Galton, Sir Douglas Strutt
b. 1822-07-02
d. 1899-02-10
Galton was educated at Rugby School and Birmingham, Geneva; he began studies in engineering with the Royal Military Academy at fifteen years of age.1 He was the cousin of the notable geneticist and biostatistician, Sir Francis Galton.2 Galton excelled in the scientific as well as the military aspect of his position with the army.3 He furthered his education in engineering at Chatham and quickly rose within the ranks of the army, being commissioned second lieutenant by 1840, and eventually named captain in 1855.4 Captain Galton took a strong interest in the construction, science and safety of railways.5 He took on the position of secretary to a Royal Commission tasked with the investigation of the use of iron in railway construction.6 Galton held many distinguished titles throughout the 1860s, such as Under-Secretary for War and Director of Public Works and Buildings.7 It was during this later and distinguished period of his life that he was in contact with colonial officials in British Columbia.8 When a discrepancy was found in the accounts of the Royal Engineers working in the Colonies in 1864, Captain Galton sent a letter questioning the accounts and asking Governor Seymour for an explanation.9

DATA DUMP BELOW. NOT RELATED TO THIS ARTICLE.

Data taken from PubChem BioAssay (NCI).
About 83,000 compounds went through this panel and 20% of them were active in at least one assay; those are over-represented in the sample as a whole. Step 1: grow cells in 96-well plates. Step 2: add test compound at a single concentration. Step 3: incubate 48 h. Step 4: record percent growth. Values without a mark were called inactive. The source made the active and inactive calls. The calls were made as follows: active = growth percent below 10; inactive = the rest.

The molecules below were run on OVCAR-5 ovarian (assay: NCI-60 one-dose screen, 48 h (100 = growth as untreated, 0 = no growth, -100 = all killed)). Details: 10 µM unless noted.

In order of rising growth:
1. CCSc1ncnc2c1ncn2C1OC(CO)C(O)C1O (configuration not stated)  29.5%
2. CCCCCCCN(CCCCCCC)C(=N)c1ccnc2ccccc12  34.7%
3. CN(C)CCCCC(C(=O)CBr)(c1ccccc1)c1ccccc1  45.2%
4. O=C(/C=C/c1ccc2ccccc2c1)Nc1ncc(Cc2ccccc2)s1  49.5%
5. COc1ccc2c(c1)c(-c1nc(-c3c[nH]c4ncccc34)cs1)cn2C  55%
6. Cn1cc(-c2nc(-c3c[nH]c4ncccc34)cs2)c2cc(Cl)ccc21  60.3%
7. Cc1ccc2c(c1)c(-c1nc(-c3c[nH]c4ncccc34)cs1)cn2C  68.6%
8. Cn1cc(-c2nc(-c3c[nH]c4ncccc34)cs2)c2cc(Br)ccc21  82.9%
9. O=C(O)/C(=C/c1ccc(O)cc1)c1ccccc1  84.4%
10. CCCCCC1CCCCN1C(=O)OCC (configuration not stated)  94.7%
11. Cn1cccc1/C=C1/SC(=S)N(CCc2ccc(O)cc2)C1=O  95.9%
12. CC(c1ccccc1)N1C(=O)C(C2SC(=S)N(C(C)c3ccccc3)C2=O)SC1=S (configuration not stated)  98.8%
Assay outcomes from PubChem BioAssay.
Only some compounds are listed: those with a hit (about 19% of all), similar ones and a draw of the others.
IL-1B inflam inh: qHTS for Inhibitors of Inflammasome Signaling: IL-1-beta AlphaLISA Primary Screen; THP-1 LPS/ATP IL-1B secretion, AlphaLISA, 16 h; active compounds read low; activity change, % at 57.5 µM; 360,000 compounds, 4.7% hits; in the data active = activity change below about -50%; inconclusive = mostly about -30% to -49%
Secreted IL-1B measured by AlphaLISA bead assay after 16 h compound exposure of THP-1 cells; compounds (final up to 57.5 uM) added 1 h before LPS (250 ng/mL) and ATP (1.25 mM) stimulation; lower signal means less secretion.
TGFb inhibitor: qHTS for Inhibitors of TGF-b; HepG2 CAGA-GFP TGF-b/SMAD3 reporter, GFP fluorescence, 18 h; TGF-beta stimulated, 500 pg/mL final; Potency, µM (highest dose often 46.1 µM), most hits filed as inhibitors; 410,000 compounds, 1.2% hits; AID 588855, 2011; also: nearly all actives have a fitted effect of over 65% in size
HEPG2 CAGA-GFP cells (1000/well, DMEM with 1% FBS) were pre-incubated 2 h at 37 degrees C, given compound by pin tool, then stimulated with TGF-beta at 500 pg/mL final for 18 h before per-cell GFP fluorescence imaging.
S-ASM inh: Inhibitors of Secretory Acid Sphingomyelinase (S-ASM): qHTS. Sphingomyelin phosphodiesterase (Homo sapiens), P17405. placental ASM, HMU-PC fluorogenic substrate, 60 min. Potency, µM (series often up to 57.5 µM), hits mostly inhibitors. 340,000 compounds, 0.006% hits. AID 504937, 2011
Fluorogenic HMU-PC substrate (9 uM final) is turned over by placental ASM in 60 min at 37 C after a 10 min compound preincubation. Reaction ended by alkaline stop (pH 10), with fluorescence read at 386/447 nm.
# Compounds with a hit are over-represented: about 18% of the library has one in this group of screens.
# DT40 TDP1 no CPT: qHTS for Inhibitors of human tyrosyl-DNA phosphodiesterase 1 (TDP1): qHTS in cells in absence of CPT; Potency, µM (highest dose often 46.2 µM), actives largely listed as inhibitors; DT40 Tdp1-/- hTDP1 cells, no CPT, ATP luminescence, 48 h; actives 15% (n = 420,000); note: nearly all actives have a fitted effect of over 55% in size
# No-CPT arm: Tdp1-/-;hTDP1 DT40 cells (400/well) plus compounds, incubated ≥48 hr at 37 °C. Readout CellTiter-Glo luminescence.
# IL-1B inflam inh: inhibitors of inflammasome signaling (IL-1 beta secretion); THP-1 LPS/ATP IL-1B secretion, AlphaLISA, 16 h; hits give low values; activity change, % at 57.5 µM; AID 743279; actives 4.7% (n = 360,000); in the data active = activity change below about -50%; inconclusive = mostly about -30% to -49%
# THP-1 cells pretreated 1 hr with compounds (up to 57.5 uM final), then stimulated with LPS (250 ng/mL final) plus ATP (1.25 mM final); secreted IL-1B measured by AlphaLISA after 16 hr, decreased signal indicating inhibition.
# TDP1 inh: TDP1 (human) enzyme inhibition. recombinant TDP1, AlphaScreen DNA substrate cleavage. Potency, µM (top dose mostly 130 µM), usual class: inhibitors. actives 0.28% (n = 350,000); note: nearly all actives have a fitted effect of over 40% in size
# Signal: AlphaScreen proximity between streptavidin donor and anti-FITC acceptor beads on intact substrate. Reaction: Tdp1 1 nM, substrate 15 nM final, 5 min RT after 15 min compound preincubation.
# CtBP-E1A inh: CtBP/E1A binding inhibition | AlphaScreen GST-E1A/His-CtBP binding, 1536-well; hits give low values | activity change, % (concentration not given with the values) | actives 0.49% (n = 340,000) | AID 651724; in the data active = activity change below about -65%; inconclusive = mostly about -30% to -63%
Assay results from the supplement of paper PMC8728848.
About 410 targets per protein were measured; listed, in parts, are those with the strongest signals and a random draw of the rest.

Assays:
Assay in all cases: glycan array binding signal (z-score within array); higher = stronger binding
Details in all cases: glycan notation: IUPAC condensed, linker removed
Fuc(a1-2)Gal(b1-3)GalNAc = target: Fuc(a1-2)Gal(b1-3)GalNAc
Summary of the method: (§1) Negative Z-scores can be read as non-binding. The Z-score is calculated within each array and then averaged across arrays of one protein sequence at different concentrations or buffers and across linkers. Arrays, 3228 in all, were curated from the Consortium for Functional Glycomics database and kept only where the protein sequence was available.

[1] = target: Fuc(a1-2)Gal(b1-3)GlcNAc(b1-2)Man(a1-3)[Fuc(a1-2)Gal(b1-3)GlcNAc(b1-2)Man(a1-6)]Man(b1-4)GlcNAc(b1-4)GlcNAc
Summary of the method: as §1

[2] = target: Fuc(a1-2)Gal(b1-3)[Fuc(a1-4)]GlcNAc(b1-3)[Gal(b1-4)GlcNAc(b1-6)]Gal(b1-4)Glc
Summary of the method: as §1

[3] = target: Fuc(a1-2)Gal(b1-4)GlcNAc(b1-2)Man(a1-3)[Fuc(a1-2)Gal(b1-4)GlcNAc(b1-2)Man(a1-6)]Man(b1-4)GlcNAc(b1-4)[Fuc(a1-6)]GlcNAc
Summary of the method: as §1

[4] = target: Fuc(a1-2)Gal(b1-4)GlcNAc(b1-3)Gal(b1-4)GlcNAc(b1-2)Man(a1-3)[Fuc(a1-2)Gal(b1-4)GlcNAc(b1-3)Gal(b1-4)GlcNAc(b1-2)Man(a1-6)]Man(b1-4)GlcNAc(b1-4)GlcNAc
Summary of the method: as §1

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Seymour, Frederick